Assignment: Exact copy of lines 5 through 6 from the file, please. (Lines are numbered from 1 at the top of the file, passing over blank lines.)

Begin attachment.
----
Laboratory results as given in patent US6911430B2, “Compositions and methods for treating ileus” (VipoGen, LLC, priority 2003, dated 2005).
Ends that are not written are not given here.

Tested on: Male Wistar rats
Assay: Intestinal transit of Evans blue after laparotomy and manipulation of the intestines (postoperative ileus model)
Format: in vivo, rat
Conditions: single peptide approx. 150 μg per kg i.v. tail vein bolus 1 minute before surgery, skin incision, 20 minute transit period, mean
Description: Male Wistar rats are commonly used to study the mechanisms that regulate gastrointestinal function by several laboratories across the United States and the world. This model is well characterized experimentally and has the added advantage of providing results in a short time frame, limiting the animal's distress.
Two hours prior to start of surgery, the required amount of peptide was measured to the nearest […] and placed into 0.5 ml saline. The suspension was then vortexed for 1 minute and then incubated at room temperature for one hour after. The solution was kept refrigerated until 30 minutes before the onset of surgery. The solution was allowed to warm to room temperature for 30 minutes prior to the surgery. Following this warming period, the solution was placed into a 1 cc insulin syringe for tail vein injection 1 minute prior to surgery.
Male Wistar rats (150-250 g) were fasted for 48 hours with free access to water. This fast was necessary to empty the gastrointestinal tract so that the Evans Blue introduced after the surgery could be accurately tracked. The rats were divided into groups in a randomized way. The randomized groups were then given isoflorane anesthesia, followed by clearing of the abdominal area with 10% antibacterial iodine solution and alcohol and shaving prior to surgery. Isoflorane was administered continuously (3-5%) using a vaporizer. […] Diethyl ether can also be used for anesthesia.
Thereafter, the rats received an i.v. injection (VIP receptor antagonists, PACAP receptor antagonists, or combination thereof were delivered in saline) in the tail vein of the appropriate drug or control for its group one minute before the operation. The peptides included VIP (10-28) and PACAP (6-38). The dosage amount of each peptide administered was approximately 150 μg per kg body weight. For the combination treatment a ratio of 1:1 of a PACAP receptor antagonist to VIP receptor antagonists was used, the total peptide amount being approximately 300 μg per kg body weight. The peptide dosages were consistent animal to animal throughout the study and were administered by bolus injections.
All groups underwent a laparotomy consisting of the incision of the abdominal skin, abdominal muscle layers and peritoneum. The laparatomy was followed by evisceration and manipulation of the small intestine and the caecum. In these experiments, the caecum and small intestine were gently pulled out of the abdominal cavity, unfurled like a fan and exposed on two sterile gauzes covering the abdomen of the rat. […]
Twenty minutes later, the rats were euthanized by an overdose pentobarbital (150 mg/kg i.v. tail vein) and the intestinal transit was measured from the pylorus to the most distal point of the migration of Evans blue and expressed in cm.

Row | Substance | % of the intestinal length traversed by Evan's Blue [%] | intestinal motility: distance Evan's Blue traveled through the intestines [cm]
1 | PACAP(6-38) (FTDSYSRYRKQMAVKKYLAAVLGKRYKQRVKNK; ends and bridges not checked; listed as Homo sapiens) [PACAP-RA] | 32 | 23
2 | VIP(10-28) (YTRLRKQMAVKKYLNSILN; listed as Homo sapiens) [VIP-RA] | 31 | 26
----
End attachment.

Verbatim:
Format: in vivo, rat
Conditions: single peptide approx. 150 μg per kg i.v. tail vein bolus 1 minute before surgery, skin incision, 20 minute transit period, mean